While all cows are grass-fed up to a point, most cattle are sent to a feedlot to be fattened on grain before they are slaughtered. American Grassfed Association standards dictate that cattle are fed only grass and their mother’s milk. Look for “grass-fed” or “grass-finished” on the package. Much of the grass-fed beef in North America is produced on small farms and sold directly to consumers. A good place to find it is at your local farmers’ market. A number of websites, including americangrassfed.org, eatwild.com, eatwellguide.org and localharvest.org, offer useful directories for locating grass-fed beef near you. To save money, consider purchasing a share, a half or whole animal, or a box of assorted cuts. Natural-foods stores and specialty meat markets also often sell grass-fed beef.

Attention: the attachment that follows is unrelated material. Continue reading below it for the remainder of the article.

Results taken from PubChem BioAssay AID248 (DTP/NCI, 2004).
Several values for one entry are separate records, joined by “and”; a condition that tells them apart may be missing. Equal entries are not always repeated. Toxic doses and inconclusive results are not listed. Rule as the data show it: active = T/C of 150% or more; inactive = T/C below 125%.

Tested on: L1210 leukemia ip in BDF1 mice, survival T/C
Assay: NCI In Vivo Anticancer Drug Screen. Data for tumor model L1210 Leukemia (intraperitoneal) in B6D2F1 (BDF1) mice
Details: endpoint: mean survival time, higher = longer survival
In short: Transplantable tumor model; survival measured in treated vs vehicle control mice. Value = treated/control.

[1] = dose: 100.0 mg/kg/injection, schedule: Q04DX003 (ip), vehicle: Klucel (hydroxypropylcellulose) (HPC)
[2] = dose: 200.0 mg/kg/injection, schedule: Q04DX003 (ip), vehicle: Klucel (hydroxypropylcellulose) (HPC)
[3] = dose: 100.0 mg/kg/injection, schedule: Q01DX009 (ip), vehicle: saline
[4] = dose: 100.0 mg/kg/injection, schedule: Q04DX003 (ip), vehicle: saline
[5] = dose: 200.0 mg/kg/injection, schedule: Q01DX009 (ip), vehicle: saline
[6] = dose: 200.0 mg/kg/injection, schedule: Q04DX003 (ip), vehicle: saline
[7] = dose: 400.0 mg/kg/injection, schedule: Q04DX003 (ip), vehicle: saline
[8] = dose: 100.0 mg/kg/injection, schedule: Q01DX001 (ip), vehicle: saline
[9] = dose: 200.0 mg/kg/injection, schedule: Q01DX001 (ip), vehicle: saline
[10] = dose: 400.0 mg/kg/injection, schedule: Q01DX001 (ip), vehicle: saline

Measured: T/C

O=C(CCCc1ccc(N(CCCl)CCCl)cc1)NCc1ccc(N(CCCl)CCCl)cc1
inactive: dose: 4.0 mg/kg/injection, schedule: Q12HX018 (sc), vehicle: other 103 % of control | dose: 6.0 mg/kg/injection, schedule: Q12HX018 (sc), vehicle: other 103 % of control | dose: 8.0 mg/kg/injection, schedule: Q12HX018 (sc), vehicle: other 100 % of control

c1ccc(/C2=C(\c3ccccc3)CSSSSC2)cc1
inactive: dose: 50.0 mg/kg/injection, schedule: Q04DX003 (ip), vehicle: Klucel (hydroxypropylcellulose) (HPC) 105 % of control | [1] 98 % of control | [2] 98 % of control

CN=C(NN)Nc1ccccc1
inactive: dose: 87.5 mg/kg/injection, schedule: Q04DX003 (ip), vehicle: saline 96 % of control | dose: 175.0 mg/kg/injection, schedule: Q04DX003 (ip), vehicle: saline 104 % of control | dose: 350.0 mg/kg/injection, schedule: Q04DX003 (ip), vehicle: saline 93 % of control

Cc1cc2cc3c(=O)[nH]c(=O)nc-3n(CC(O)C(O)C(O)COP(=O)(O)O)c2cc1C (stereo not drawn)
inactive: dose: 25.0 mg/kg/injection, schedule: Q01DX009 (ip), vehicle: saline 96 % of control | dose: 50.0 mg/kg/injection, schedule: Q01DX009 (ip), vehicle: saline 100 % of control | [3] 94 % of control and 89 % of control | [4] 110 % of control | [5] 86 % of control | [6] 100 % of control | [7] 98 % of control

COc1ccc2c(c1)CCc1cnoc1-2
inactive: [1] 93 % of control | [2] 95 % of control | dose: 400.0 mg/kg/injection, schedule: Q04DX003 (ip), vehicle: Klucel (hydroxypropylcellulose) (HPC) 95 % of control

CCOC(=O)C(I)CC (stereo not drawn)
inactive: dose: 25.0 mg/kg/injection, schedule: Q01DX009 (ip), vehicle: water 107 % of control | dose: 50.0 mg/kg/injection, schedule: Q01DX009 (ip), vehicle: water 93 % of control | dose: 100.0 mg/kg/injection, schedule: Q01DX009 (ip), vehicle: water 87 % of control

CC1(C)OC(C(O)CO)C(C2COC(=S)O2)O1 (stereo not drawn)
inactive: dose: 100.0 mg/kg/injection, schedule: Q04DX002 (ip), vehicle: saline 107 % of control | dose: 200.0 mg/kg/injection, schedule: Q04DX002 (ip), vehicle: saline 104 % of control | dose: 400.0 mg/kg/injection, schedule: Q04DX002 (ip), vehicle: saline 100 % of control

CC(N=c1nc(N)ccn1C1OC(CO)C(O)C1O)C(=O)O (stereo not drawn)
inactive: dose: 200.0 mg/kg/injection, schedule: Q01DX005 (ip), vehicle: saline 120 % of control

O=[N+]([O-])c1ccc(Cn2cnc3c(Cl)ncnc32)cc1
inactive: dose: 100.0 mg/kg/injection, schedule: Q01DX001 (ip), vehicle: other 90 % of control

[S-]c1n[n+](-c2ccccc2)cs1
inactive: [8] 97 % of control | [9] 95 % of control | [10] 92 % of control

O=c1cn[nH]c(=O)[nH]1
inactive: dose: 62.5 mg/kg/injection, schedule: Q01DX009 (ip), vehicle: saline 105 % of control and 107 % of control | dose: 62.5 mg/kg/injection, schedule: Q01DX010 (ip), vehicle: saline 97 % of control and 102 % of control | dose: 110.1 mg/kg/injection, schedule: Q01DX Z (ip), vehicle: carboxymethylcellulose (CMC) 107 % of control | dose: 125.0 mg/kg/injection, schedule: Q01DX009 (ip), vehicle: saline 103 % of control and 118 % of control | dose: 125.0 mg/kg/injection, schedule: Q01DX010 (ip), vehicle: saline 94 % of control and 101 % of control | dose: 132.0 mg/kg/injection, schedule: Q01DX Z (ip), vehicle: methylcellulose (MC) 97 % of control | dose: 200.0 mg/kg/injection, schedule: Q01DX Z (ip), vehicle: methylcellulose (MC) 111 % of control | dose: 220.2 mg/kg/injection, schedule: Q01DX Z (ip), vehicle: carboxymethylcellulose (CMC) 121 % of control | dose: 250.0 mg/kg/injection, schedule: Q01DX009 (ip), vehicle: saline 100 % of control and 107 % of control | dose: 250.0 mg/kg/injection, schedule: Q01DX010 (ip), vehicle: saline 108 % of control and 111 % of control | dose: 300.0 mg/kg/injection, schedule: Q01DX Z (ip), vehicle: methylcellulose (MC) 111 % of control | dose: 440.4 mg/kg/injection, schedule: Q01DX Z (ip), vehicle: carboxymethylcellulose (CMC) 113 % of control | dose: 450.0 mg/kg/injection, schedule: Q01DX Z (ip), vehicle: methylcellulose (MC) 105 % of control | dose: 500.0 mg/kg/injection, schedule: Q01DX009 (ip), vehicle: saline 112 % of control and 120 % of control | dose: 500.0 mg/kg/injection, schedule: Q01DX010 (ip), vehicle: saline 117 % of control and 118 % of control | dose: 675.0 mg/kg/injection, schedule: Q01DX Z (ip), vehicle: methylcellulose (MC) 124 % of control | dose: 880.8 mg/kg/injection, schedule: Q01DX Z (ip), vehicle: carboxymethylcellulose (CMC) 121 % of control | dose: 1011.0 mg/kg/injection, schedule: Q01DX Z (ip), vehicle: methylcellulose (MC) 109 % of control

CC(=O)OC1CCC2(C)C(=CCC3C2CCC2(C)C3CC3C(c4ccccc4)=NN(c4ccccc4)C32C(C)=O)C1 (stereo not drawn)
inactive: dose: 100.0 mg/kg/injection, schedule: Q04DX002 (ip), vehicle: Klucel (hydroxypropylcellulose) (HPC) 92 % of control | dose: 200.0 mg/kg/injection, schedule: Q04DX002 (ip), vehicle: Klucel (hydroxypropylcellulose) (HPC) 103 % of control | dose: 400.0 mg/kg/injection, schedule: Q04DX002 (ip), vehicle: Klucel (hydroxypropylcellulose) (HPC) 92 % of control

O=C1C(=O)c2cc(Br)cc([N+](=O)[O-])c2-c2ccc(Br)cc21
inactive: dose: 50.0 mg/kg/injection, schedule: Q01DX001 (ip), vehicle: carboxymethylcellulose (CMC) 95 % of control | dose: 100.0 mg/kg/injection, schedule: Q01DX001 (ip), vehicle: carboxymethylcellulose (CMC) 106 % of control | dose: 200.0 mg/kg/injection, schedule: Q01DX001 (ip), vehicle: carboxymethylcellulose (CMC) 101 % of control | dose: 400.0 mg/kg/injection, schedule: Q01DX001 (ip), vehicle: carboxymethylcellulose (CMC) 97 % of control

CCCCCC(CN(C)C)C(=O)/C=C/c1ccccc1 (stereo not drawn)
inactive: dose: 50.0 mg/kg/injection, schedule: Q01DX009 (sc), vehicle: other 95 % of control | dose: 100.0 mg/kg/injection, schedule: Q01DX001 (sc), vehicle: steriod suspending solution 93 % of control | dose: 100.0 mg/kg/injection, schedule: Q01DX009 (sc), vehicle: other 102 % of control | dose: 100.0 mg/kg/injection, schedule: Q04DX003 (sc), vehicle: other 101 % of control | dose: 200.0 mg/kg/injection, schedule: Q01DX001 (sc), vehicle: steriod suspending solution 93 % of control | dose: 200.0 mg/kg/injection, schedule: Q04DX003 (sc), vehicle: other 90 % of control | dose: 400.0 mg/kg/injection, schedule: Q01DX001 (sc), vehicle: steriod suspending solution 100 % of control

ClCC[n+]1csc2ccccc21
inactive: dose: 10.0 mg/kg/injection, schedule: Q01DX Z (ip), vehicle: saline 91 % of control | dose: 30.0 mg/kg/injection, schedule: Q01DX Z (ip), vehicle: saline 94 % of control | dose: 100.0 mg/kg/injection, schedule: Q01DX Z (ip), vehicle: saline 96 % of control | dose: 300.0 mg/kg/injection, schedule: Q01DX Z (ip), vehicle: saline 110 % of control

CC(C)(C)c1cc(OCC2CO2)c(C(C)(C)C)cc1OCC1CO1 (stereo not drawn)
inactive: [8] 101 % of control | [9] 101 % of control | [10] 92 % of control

Mail-order: If you can’t find grass-fed beef locally, look to the Web. Sources include: Hardwick Beef, hardwickbeef.com; La Cense Beef, lacensebeef.com; Lasater Grasslands Beef, lasatergrasslandsbeef.com; Tallgrass Beef, tallgrassbeef.com.
So how does it taste? The EatingWell Test Kitchen did a blind taste test of conventional versus grass-fed beef. We found that when it comes to beef, taste and texture are a matter of personal preference. Our recommendation? Try your own taste test at home and see what you prefer.